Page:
The ISO Club is somewhat unique in Australia and possibly in the world. The Club had its formation not long after the introduction of the international shipping container. People working in arguably the most revolutionary era of Maritime history were coming to grips with technology and major change, but somewhat in isolation. As with most change Australia adopted the ISO container with a passion and there was a need for dissemination of information and problem solving.
Some casual contact between terminal operators, shipping and transport companies became the seed for more formal networking. A monthly meeting at lunch time became the avenue for players to meet and discuss issues away from the pressures of the workplace and in a casual environment.
For a number of years the rules of the unincorporated club excluded customers [difficult to define but ostensibly the owners of the freight] and females, but without intercession from any regulatory authority the rules were altered to allow a broader spread of operators in the port community. Today we have “customers” at all meetings and females held the position of President in 2005 and 2009.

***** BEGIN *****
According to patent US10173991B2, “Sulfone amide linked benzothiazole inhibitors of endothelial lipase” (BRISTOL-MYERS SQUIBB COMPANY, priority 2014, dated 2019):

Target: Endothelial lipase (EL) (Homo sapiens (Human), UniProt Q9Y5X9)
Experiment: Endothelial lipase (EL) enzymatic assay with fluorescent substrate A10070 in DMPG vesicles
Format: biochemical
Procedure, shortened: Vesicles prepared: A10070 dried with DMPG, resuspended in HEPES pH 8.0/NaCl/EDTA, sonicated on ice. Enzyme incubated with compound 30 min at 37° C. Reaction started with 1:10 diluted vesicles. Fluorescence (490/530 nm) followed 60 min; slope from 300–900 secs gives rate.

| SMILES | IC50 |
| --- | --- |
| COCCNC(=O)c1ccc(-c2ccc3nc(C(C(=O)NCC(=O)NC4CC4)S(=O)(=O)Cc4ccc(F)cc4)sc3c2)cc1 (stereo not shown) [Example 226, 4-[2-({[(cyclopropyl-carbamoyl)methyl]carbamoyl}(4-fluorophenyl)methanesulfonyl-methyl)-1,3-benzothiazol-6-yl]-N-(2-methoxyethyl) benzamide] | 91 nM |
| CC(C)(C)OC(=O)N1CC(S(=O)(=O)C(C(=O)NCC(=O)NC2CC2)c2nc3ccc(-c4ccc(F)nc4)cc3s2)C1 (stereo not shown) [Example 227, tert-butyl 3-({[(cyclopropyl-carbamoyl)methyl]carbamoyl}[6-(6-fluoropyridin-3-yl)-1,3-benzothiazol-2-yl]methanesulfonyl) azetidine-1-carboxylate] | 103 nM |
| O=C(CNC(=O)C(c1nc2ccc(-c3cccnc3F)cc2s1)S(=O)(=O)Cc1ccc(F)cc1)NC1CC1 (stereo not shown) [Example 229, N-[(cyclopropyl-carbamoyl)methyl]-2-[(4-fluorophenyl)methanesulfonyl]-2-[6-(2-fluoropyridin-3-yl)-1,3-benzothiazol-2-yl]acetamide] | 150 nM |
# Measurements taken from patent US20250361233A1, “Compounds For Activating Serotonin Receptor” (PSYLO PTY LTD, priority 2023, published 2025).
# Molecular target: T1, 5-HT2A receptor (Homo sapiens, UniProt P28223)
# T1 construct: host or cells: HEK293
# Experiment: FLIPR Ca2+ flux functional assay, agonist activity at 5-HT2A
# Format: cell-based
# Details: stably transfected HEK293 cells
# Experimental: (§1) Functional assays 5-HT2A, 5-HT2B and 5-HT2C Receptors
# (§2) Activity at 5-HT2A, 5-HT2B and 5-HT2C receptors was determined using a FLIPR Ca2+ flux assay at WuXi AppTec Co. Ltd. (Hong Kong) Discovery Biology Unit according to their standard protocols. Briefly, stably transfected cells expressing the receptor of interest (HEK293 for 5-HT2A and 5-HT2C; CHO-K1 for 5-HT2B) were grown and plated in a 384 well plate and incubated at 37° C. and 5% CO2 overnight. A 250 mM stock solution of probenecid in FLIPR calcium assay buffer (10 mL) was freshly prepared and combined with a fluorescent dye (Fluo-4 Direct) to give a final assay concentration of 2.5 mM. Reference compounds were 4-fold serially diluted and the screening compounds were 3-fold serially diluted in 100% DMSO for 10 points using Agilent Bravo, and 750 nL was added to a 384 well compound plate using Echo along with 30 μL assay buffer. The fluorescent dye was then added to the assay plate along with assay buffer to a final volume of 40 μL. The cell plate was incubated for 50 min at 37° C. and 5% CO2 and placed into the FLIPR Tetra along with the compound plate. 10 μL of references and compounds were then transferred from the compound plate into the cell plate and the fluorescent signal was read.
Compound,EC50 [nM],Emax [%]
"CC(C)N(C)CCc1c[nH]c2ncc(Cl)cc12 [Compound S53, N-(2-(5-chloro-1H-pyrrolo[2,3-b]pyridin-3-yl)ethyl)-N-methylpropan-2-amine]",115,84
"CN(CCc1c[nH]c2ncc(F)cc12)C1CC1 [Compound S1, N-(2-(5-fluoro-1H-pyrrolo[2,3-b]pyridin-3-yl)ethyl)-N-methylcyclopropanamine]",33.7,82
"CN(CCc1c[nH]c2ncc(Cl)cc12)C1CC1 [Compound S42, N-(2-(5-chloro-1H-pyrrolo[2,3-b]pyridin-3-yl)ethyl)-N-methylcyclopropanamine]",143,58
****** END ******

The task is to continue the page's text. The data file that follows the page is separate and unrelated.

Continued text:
Other port communities seized on the initiative of the Melbourne community and started like clubs, but unfortunately none have survived into their fourth decade as we have. Today we have over three hundred members and by any measure the active component is at world’s best practice.
Each year the past presidents come along to the final luncheon when tall tales and true are the order of the day. Any residual from the luncheons is donated to the charities that are involved with seafarers who come to our shores from all parts of the globe.
The International Standards Association administers the global standards for most things used by society. Included in standards are those governing international containers……… hence the title of the Club.
It is commonly referred to as “eye so” as well as the formal I.S.O.